Lean in an Office

Lean in an Office is different from Lean in Manufacturing

Lean has its roots in Manufacturing, so it follows that many consulting firms also have their roots in consulting for Manufacturing.

Most of these consulting firms have embraced lean in office and white-collar areas – I have no beef with that at all.

However, when talking about Lean in an office environment, some of the tools and techniques change in terms of their

application and benefit. But some consulting firms apply the tools and techniques the same way they would in a manufacturing environment – and that is a problem.

I’ll give you an example – the 5S principles.

5S is simply 5 Japanese (or English) words beginning with ‘S’ that are guiding principles for creating order and control in the organisation of your workspace and reducing waste like excessive motion.

Original Japanese English version High-Level Description
Seiri Sort Sort out all your equipment so you only have what you need
Seiton Set in order Arrange everything so you can get something quickly and easily
Seiso Shine Keep your workstation clean and safe
Seiketsu Standardise Standardise workstations so people are familiar with the layout
Sitsuke Sustain Audit workstations and keep it the way it should be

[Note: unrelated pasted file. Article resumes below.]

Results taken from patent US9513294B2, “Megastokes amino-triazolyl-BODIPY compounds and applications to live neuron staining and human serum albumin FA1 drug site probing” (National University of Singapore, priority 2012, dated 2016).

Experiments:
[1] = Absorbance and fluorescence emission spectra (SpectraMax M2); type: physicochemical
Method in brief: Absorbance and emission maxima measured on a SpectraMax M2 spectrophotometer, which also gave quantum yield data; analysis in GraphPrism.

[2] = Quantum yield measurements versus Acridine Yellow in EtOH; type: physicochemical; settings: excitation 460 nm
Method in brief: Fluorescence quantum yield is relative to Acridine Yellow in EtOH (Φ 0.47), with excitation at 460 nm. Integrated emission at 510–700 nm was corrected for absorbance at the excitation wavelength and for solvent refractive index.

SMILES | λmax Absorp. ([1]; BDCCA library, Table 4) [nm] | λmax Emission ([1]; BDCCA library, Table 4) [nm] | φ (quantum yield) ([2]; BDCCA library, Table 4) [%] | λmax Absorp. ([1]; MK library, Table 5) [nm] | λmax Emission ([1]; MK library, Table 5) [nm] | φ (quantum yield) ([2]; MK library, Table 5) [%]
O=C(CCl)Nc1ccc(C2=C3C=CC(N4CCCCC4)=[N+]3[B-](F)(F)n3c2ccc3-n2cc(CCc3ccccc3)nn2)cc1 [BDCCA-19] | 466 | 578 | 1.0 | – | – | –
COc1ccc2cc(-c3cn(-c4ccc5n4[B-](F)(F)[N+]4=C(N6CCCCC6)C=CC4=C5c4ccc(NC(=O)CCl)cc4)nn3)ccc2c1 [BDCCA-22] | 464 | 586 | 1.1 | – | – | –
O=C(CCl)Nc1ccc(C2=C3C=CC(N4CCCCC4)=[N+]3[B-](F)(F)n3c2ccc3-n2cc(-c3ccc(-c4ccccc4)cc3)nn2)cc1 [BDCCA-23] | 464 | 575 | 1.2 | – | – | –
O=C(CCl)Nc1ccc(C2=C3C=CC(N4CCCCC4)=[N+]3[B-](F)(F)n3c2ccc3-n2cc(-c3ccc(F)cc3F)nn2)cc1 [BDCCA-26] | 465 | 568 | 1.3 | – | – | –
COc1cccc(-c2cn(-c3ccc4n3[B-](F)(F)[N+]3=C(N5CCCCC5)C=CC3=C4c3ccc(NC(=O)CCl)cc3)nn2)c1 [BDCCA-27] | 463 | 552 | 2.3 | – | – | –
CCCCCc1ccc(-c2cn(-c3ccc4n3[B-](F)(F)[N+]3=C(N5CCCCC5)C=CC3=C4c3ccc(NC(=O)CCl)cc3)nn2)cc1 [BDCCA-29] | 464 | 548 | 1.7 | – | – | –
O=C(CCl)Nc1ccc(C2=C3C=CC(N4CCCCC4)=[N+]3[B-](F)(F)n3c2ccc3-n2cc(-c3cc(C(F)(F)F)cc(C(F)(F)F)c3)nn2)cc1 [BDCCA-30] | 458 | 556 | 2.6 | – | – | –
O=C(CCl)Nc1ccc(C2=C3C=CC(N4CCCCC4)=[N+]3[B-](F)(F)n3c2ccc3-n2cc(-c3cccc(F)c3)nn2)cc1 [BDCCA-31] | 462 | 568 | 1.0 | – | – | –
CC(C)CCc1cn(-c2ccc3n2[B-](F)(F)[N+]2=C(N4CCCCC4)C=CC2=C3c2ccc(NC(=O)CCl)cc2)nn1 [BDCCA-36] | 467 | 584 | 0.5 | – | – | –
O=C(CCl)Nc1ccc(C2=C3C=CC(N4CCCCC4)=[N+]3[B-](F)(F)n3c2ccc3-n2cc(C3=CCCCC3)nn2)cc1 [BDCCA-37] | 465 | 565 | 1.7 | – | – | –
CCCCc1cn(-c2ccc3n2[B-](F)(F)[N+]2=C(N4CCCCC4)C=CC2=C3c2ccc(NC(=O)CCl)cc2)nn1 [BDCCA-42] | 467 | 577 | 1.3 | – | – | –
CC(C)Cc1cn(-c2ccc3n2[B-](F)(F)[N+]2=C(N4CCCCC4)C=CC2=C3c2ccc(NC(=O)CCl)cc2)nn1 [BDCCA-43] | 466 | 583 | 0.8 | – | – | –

These principles, when applied correctly are transformative in a manufacturing environment (or similar).

Poorly set up and maintained manufacturing environments can be potentially life-threatening. Time spent looking for a particular tool can cause huge delays to the production line etc. It’s a big deal – and therefore, it’s one of the first things that often gets done when ‘lean’ comes to a plant.

But now we’re in an office and in walks your ‘lean consultant’ with heavy manufacturing experience but no understanding of how it differs in an office.

“Let’s 5S this workplace”.

And they set about red-tagging stuff not needed, cleaning away things, tidying desks, sorting out your paperclips and staplers, making every shiny.

And that’s nice – but it’s not transformational.

Of course, clean and tidy desks are beneficial, but the impact isn’t anything like it is on the manufacturing floor. An office worker with an untidy desk can still be highly productive (I can certainly relate to this!) but a manufacturing worker will not be productive with an untidy, cluttered and chaotic workstation.

So should we just bin the whole 5S technique in an office..?

Well, no.

The key thing here is to think about what it is that you make. What is the medium you work with?

In a manufacturing environment, this is perhaps metal, or wood or plastics etc. You’ll need machinery and tools to do your job.

In an office, the medium you work with is information or data. In this day and age, it’s still some paper, but mostly it’s little 1s and 0s – electronic data.

And that’s where 5S comes into its own in an office.

“Let’s 5S our data”.

How much time have you lost searching for a file? Or looking for the right template? Or finding that report from last month? Or looking up that policy? Or searching for your complaints procedure?

Even if it’s only minutes lost each day – multiply that by everyone who works for your company.